Apollo 12, the second manned moon mission, launched carrying astronauts Charles Conrad Jr., Alan Bean, and Richard Gordon Jr. The mission successfully landed on the Moon on November 19th about 950 miles away from where the Apollo 11 mission had landed. The mission’s objectives included seismic experiments, examining the Surveyor III spacecraft, studying possible future landing sites, and human ability to work on the moon, among many other things. The crew tried to broadcast parts the mission but the television camera was damaged by sun exposure soon after landing. The crew left on November 20th and got to Earth on November 24th, after having spent about 31 hours on the surface of the moon. Astronaut Charles Conrad Jr., takes a 90-minute tape of Jerry Lee Lewis music with him as Apollo 12 launches.
Sonny James and George Burns are gusts on ABC's ''Jimmy Durante Presents The Lennon Sisters Hour''.
NOVEMBER 15, 1969 SATURDAY
Jimmy Buffett is credited for the first time as a member of the Nashville journalism team in the masthead for Billboard magazine, a music industry trade publication.
''We don't burn our draft down on Main Street, Merle Haggard hits number 1 in Billboard with ''Okie From Muskogee''.
NOVEMBER 16, 1969 SUNDAY
Jerry Lee Lewis performs ''She Even Woke Me Up To Say Goodbye'' on ''The Ed Sullivan Show'', along with ''Great Balls Of Fire'' and ''Whole Lot Of Shakin' Going On''. Also guesting, Creedence Clearwater Revival.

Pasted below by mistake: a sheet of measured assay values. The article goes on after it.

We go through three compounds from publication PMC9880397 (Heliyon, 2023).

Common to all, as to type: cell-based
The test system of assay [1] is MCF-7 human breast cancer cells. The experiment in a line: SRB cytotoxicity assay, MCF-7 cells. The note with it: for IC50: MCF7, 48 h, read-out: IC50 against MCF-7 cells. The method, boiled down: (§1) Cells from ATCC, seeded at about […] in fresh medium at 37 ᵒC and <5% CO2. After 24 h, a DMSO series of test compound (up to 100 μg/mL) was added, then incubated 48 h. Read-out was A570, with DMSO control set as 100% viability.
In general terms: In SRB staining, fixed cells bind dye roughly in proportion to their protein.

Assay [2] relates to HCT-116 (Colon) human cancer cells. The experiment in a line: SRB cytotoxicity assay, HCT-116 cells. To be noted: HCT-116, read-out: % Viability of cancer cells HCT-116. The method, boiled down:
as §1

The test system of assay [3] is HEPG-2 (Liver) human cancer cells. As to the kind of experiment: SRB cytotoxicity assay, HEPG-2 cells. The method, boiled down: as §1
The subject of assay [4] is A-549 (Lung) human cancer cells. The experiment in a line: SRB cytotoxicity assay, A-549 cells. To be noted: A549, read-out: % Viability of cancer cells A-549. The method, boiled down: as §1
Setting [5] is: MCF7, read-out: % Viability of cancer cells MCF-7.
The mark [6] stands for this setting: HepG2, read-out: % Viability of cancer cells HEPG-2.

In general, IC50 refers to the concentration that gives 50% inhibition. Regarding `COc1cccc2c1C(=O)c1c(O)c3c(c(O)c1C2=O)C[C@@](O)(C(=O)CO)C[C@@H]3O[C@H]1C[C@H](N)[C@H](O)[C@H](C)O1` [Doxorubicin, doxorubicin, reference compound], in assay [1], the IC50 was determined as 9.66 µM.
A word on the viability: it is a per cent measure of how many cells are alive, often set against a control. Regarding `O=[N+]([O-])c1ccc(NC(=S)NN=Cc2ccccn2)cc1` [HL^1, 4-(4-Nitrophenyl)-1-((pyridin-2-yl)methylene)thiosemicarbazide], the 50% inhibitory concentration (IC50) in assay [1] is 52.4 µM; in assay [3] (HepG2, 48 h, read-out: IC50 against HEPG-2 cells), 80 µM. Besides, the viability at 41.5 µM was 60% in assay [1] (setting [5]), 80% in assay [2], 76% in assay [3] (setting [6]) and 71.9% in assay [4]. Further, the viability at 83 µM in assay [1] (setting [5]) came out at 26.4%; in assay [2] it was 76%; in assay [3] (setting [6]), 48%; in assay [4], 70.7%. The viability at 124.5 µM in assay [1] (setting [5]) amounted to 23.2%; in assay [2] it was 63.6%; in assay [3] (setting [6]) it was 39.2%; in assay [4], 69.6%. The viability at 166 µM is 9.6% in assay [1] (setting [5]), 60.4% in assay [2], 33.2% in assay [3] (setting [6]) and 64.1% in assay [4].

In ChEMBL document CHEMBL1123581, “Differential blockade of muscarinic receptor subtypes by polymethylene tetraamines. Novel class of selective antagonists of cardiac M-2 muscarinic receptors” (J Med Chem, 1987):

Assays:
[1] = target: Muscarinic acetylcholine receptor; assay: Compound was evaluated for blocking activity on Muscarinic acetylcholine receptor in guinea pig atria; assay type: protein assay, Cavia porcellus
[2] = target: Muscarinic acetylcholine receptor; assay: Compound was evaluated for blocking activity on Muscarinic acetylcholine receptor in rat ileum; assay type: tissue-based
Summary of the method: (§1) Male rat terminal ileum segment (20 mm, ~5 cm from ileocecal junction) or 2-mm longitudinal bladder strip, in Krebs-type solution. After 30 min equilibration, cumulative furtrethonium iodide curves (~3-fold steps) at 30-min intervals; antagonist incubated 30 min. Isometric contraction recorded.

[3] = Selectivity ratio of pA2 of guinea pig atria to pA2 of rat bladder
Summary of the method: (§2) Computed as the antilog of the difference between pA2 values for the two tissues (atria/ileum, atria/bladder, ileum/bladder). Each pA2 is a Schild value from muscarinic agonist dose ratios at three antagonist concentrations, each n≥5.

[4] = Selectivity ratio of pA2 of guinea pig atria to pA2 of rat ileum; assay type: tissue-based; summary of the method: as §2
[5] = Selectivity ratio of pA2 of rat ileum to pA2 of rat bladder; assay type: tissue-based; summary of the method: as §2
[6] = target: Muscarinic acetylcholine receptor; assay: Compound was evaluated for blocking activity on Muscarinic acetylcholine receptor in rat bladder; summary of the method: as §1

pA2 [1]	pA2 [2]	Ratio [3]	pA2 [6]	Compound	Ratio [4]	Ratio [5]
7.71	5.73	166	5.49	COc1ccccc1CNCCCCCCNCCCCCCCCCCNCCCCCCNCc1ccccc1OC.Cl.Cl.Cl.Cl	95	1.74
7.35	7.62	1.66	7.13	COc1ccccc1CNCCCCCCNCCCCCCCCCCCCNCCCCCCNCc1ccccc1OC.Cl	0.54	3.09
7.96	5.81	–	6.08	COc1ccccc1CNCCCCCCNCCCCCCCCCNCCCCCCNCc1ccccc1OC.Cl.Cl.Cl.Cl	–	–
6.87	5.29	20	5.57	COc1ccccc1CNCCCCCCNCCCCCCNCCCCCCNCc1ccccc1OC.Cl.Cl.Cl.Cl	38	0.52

Janis Joplin is arrested in Tampa for using vulgar language on stage. Within a year, she recorded ''Me And Bobby McGee'', hailed in the Country Music Foundation's \\Heartaches By The Number''.
NOVEMBER 17, 1969 MONDAY
Paul Anka performs the future Elvis Presley hit ''My Way'' during ABC's ''The Music Scene''. Also aboard, The Cowsills with ''Silver Threads And Golden Needles'', R.B. Greaves, with ''Take A Letter Maris, and B.B. King.
NOVEMBER 18, 1969 TUESDAY
Conway Twitty recorded ''Hello Darlin''' during an afternoon session at Bradley's Barn in Mount Juliet, Tennessee.
Jimmy Dean appears in the ABC-TV movie ''The Ballad Of Andy Crocker''. Starring Lee Majors and Joe Heatherton, the Vietnam War-themed picture, produced by Aaron Spelling, also features pop musicians Bobby Harfield and Marvin Gaye.
NOVEMBER 19, 1969 WEDNESDAY
Mel Tillis recorded ''She'll Be Hanging 'Round Somewhere''.
Glen Campbell performs ''Mystery Train'' on an episode of ''The Glen Campbell Goodtime Hour'', which also features Neil Diamond, Cher and comedian Bob Newhart.
NOVEMBER 20, 1969 THURSDAY
Johnny cash performs ''A Boy Named Sue'' on ABC-TV's ''This Is Tom Jones''. The line-up also includes June carter, Minnie Pearl and Jeannie C. Rile
Dean Martin performs a pair country hits, ''Gentle Of My Mind'' and ''Release Me'', in his role as the host of NBC's ''The Dean Martin Show''.
NOVEMBER 21, 1969 FRIDAY
Johnny Cash makes the cover of Life magazine.
NOVEMBER 22, 1969 SATURDAY
A week of production begins at NBC's Burbank studio for the special ''Bing And Carol Together Again For The First Time''. Roy Clark is among the guests in the Bing Crosby/Carol Burnett broadcast.